Survey of Environmental Monitoring Programmes in the CBSS by

Survey of Environmental Monitoring
Programmes in the CBSS
Anne Liv Rudjord
Topcal Day on Monitoring of Radioactivity in the Environment
Oslo 12-13. April 2011
A proposal in EGNRS to consider whether the CBSS should
harmonise their programmes and share results – essentially
creating one regional monitoring programme
Identified tasks:
1 Overview of ongoing monitoring programmes
2 Analysis of information on monitoring programmes
3 Streamlining towards a regional monitoring programme
4 Sharing information
5 Assessments
EGNRS decided to move forward on task 1 and 2, and initiated a survey
on monitoring programmes in the CBSS member and observer states.
The benefits of data compatibility and sharing over the whole
region would include:
a more cost-effective environmental monitoring programme by
avoiding redundancies and filling gaps
a better and broader basis for detecting and responding in abnormal
a better and broader basis for more complete information to the
a better basis for maintaining compatible measurement capabilities
for emergency response
a better and broader basis for predicting movement of radioactive
materials in the environment
aiming for overview rather than detail
looking for gaps and overlaps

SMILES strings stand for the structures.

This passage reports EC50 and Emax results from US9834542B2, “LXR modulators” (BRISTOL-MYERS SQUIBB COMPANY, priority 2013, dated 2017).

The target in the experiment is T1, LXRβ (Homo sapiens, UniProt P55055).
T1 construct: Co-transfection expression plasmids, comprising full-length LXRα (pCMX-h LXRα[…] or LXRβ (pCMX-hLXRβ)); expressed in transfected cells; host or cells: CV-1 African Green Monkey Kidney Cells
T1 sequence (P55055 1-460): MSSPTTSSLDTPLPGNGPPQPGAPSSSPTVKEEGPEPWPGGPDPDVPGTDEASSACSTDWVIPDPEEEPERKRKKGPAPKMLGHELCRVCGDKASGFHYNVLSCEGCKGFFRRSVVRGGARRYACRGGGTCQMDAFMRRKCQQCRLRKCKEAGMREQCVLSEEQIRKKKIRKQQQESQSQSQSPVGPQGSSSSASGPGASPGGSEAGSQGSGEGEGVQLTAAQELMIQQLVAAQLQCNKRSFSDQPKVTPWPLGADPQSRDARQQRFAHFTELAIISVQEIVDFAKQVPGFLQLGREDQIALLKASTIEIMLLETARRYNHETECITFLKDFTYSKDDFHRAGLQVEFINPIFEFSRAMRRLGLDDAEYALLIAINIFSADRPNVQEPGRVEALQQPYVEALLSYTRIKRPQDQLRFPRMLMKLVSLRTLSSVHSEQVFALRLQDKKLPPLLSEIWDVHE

monitoring around nuclear installations not included
1. Introduction
2. Overview of multilateral actors
and agreements
3. Survey
4. Variability among national
monitoring programmes
5. Evaluation
6. Conclusions
Relevant multilateral actors and agreements
– Euratom
(EURDEP and recom. 2000/473)
– The Arctic Council (AMAP)
Survey – collecting information
We have gathered information from 12 countries
Questionnaires (7): Finland, Germany, Lithuania, Latvia, Norway,
Poland, Romania
Collected from documents (5): Denmark, Estonia, Iceland,
Netherlands, Sweden
Results are summarized in a large xcel table
All countries asked to verify the information
Survey – objectives of monitoring programmes
The stated objectives for performing environmental monitoring often differ
from country to country:
Estimating doses to the public
Documenting levels and trends
Providing background information for research
providing information to the public
Controlling/reducing exposure to the public
Facilitating data exchange with neighbouring countries
Controlling discharges from facilities
Complying with legislation and agreements
Providing a warning in case of a radiological emergency
Maintaining competence for emergency situations
Survey- sampling media
17 categories of sampling media
External gamma dose/dose rate
Airborne particulates
Surface freshwater
Freshwater biota
Freshwater sediments
Sea water
Survey – sampling media
Marine biota
Marine sediments
Drinking water, ground water
Mixed diet
Other individual food products
Indicator biota
Whole body measurements
(3) -
Survey - Variability among national environmental
radiation monitoring programmes
The degree of variability differs greatly among the different sampling
Some observations: